On one episode, there was a story about a man's skin turning orange, and he was diagnosed as having something called hereditary hemochromatosis, and maybe you could look it up and see if it fits what you've been experiencing. I couldn't have said it better. My sarcasm was missed the first time. And, it seems, you're the first to read the entire post. I haven't seen Mystery Diagnosis. I looked into Hemochromatosis a few weeks ago when looking into orange skin.
I do have some of the symptoms, but not enough to be sure. In this situation, the onset is in infancy. The metabolic conversion may also be blocked in patients with hepatic disease. Striking orange discolouration confined to the palms and soles in an individual who is otherwise well is unusual.
Yellow or orange discolouration of the skin can be seen in serious medical conditions and can be confused with carotenaemia. The discolouration in such conditions is usually more generalised.
In the case of jaundice hyperbilirubinaemia , the discolouration involves the sclerae. The following conditions should be considered in any patient with yellow or orange skin discolouration: For this patient, it was therefore considered necessary to perform routine biochemistry tests fasting lipids, blood sugar, thyroid stimulating hormone [TSH], liver function tests. The results were normal, and reassurance regarding the cause of her skin discolouration was all that was required.
She was advised that reducing her intake of carrot juice and of dietary supplements that contain carotenoids would result in the colour of her palms gradually returning to normal.
True orange skin color needs to be differentiated from yellow skin (such as jaundice), bronze skin (see hyperpigmentation), red skin, dark skin or other skin color changes; some causes of skin described as "orange" may possibly be listed under these areas.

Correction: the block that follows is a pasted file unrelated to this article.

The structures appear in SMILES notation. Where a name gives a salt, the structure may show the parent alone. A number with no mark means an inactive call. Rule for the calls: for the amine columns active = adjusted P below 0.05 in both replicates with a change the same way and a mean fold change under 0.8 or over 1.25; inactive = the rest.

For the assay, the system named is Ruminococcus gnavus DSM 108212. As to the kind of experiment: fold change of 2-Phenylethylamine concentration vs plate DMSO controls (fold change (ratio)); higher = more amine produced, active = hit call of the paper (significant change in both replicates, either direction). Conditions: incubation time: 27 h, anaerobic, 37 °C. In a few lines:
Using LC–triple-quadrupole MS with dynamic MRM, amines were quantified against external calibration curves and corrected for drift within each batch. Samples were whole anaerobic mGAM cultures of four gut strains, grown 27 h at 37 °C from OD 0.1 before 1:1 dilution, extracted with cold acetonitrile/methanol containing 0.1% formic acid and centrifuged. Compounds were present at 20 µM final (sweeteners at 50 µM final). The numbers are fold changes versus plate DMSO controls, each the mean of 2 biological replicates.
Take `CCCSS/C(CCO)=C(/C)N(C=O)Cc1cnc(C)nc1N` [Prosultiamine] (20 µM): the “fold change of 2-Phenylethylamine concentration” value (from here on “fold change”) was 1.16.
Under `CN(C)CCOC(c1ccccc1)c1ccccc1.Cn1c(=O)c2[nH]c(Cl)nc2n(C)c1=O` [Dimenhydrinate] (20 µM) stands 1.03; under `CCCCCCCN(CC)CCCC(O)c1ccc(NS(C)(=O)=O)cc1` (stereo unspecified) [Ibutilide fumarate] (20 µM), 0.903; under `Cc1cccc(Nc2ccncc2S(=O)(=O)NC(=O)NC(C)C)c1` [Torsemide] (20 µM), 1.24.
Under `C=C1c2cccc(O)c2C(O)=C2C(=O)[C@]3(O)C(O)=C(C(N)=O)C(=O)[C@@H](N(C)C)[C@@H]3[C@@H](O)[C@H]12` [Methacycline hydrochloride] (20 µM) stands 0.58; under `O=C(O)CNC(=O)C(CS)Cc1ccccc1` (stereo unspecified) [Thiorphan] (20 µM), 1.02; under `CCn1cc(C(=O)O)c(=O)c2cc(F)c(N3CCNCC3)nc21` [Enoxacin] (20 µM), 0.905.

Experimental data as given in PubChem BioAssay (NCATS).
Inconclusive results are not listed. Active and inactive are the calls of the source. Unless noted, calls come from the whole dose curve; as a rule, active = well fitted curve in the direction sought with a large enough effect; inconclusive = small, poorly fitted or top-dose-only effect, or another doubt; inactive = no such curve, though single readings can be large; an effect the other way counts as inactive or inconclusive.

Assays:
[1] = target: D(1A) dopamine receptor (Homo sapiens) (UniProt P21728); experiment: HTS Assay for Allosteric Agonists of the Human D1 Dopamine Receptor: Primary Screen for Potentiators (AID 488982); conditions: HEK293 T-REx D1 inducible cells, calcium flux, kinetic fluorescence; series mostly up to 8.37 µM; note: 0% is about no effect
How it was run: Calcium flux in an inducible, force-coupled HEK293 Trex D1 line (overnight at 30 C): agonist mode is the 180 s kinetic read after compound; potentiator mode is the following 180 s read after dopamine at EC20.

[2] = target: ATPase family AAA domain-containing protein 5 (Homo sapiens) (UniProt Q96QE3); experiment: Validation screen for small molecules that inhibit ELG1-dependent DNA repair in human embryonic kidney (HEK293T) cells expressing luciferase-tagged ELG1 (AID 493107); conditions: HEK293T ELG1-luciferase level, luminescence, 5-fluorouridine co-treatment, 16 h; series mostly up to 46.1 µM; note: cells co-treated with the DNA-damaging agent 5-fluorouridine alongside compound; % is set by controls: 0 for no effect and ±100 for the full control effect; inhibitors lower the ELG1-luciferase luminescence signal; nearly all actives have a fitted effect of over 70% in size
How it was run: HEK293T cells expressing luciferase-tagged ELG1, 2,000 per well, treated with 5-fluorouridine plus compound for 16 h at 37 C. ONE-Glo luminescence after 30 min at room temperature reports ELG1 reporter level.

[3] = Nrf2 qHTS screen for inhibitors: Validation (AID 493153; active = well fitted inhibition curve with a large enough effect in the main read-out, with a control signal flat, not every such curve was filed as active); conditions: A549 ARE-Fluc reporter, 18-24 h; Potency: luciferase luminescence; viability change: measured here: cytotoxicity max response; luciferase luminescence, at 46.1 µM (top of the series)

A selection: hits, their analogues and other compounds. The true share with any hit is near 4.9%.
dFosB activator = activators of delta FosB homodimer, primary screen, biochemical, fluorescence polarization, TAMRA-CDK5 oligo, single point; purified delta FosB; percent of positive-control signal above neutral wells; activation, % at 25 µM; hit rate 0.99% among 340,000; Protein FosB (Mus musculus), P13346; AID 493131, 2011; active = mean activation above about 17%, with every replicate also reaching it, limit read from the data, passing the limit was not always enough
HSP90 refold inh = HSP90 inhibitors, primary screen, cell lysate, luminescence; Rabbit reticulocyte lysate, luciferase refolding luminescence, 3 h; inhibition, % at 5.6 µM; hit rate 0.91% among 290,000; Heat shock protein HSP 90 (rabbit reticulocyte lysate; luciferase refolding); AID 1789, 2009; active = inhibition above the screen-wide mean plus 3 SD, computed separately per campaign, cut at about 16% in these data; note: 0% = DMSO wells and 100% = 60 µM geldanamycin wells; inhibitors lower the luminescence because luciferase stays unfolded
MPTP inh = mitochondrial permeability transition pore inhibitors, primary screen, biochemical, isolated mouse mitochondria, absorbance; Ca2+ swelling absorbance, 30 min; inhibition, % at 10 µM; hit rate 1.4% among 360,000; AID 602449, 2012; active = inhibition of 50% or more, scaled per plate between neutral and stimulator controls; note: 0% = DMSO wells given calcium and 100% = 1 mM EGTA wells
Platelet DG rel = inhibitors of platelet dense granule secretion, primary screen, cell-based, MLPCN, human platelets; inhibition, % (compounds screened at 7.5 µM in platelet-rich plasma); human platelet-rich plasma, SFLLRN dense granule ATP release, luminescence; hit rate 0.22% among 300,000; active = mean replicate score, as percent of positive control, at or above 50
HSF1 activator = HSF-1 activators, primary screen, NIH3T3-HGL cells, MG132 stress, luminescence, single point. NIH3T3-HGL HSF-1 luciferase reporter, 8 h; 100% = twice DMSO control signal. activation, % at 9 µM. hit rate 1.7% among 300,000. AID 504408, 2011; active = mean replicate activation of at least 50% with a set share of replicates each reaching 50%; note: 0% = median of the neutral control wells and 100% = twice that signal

Aug 20, · Finally, tanning sometimes causes orange skin. Self-tanning products infamously have a tendency to turn the skin orange, and it is advisable to do a test patch with the product before applying it to the whole body to see how it interacts with the underlying skin color.
An excess of dietary carotenoids may cause a marked orange discoloration of the outermost skin layer. This benign and reversible condition – which is most easily observed in light-skinned people and may be mistaken for jaundice – is known as carotenosis or carotenoderma or carotenodermia. Causes of Orange skin, alternative diagnoses, rare causes, misdiagnoses, patient stories, and much more. Orange skin and Skin color changes (12 causes) Orange skin and Skin problems (12 causes) Orange skin and Skin symptoms (12 causes) Orange skin and Dark skin (11 causes).
In jaundice, the color of your skin turns into pale yellow or orange. Even the white part of your eye can turn yellow. Jaundice is the yellowish staining of the skin Jaundice occurs when there is too much - bilirubin being produced for the liver to remove from the blood. Causes. Carotenaemia is usually caused by excessive intake of carotenoids, such as β-carotene, which are converted to vitamin A (retinol) in the body and contribute to normal skin colour. Carotenoids are found in the normal diet, the source being orange-coloured fruit and vegetables.